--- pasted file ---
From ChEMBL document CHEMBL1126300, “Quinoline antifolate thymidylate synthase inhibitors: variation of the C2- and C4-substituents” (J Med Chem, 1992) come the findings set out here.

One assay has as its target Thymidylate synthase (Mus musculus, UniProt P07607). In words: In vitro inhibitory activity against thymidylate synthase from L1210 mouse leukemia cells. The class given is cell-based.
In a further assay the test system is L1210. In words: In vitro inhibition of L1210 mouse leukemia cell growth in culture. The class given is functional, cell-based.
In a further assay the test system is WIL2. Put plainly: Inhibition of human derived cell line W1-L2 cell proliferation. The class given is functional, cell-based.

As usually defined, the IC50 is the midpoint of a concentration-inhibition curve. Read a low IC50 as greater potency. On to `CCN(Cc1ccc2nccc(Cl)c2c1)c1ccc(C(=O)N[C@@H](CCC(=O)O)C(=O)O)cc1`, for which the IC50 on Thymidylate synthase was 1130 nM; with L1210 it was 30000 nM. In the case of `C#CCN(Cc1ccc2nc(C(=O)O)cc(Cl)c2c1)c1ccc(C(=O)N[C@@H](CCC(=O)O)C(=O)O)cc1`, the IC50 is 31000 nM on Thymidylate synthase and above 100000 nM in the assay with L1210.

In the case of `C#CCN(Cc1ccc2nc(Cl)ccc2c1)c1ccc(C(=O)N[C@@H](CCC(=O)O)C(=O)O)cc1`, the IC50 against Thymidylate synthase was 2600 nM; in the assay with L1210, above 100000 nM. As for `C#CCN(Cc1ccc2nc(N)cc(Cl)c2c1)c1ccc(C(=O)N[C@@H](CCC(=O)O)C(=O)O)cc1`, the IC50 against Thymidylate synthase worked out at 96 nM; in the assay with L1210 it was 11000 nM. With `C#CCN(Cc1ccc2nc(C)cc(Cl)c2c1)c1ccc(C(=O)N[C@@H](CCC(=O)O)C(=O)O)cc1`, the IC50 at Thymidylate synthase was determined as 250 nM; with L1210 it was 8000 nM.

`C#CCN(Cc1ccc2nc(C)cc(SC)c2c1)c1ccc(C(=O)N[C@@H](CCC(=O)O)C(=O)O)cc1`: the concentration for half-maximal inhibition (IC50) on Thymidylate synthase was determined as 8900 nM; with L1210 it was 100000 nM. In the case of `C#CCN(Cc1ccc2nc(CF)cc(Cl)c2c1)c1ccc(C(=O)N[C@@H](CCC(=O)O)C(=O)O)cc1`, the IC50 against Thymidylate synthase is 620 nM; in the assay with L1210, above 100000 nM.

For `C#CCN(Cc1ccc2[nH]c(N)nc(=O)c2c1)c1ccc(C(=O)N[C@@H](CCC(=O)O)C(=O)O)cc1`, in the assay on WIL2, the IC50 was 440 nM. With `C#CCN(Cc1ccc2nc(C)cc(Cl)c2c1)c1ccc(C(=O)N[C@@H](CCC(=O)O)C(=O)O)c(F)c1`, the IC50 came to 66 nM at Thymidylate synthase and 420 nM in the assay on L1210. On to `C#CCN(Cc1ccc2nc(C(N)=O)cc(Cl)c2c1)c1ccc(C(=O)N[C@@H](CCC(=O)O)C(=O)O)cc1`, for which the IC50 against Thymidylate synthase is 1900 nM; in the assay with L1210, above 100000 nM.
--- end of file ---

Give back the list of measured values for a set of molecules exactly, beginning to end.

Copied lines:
From ChEMBL document CHEMBL1126300, “Quinoline antifolate thymidylate synthase inhibitors: variation of the C2- and C4-substituents” (J Med Chem, 1992) come the findings set out here.

One assay has as its target Thymidylate synthase (Mus musculus, UniProt P07607). In words: In vitro inhibitory activity against thymidylate synthase from L1210 mouse leukemia cells. The class given is cell-based.
In a further assay the test system is L1210. In words: In vitro inhibition of L1210 mouse leukemia cell growth in culture. The class given is functional, cell-based.
In a further assay the test system is WIL2. Put plainly: Inhibition of human derived cell line W1-L2 cell proliferation. The class given is functional, cell-based.

As usually defined, the IC50 is the midpoint of a concentration-inhibition curve. Read a low IC50 as greater potency. On to `CCN(Cc1ccc2nccc(Cl)c2c1)c1ccc(C(=O)N[C@@H](CCC(=O)O)C(=O)O)cc1`, for which the IC50 on Thymidylate synthase was 1130 nM; with L1210 it was 30000 nM. In the case of `C#CCN(Cc1ccc2nc(C(=O)O)cc(Cl)c2c1)c1ccc(C(=O)N[C@@H](CCC(=O)O)C(=O)O)cc1`, the IC50 is 31000 nM on Thymidylate synthase and above 100000 nM in the assay with L1210.

In the case of `C#CCN(Cc1ccc2nc(Cl)ccc2c1)c1ccc(C(=O)N[C@@H](CCC(=O)O)C(=O)O)cc1`, the IC50 against Thymidylate synthase was 2600 nM; in the assay with L1210, above 100000 nM. As for `C#CCN(Cc1ccc2nc(N)cc(Cl)c2c1)c1ccc(C(=O)N[C@@H](CCC(=O)O)C(=O)O)cc1`, the IC50 against Thymidylate synthase worked out at 96 nM; in the assay with L1210 it was 11000 nM. With `C#CCN(Cc1ccc2nc(C)cc(Cl)c2c1)c1ccc(C(=O)N[C@@H](CCC(=O)O)C(=O)O)cc1`, the IC50 at Thymidylate synthase was determined as 250 nM; with L1210 it was 8000 nM.

`C#CCN(Cc1ccc2nc(C)cc(SC)c2c1)c1ccc(C(=O)N[C@@H](CCC(=O)O)C(=O)O)cc1`: the concentration for half-maximal inhibition (IC50) on Thymidylate synthase was determined as 8900 nM; with L1210 it was 100000 nM. In the case of `C#CCN(Cc1ccc2nc(CF)cc(Cl)c2c1)c1ccc(C(=O)N[C@@H](CCC(=O)O)C(=O)O)cc1`, the IC50 against Thymidylate synthase is 620 nM; in the assay with L1210, above 100000 nM.

For `C#CCN(Cc1ccc2[nH]c(N)nc(=O)c2c1)c1ccc(C(=O)N[C@@H](CCC(=O)O)C(=O)O)cc1`, in the assay on WIL2, the IC50 was 440 nM. With `C#CCN(Cc1ccc2nc(C)cc(Cl)c2c1)c1ccc(C(=O)N[C@@H](CCC(=O)O)C(=O)O)c(F)c1`, the IC50 came to 66 nM at Thymidylate synthase and 420 nM in the assay on L1210. On to `C#CCN(Cc1ccc2nc(C(N)=O)cc(Cl)c2c1)c1ccc(C(=O)N[C@@H](CCC(=O)O)C(=O)O)cc1`, for which the IC50 against Thymidylate synthase is 1900 nM; in the assay with L1210, above 100000 nM.